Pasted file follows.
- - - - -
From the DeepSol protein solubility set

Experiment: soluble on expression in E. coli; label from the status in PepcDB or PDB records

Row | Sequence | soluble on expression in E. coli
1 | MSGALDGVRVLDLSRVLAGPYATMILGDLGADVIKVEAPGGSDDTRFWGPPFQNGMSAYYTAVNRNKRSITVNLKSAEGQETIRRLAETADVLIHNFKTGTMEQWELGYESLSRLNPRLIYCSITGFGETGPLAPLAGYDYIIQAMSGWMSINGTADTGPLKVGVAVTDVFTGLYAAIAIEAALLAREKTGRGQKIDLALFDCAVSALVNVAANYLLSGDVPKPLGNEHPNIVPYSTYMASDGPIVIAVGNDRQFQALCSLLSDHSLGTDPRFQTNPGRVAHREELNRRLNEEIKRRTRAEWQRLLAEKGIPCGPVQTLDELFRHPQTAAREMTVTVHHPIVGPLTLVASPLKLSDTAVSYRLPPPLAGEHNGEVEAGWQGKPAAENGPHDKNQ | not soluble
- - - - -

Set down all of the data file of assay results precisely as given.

From the DeepSol protein solubility set

Experiment: soluble on expression in E. coli; label from the status in PepcDB or PDB records

Row | Sequence | soluble on expression in E. coli
1 | MSGALDGVRVLDLSRVLAGPYATMILGDLGADVIKVEAPGGSDDTRFWGPPFQNGMSAYYTAVNRNKRSITVNLKSAEGQETIRRLAETADVLIHNFKTGTMEQWELGYESLSRLNPRLIYCSITGFGETGPLAPLAGYDYIIQAMSGWMSINGTADTGPLKVGVAVTDVFTGLYAAIAIEAALLAREKTGRGQKIDLALFDCAVSALVNVAANYLLSGDVPKPLGNEHPNIVPYSTYMASDGPIVIAVGNDRQFQALCSLLSDHSLGTDPRFQTNPGRVAHREELNRRLNEEIKRRTRAEWQRLLAEKGIPCGPVQTLDELFRHPQTAAREMTVTVHHPIVGPLTLVASPLKLSDTAVSYRLPPPLAGEHNGEVEAGWQGKPAAENGPHDKNQ | not soluble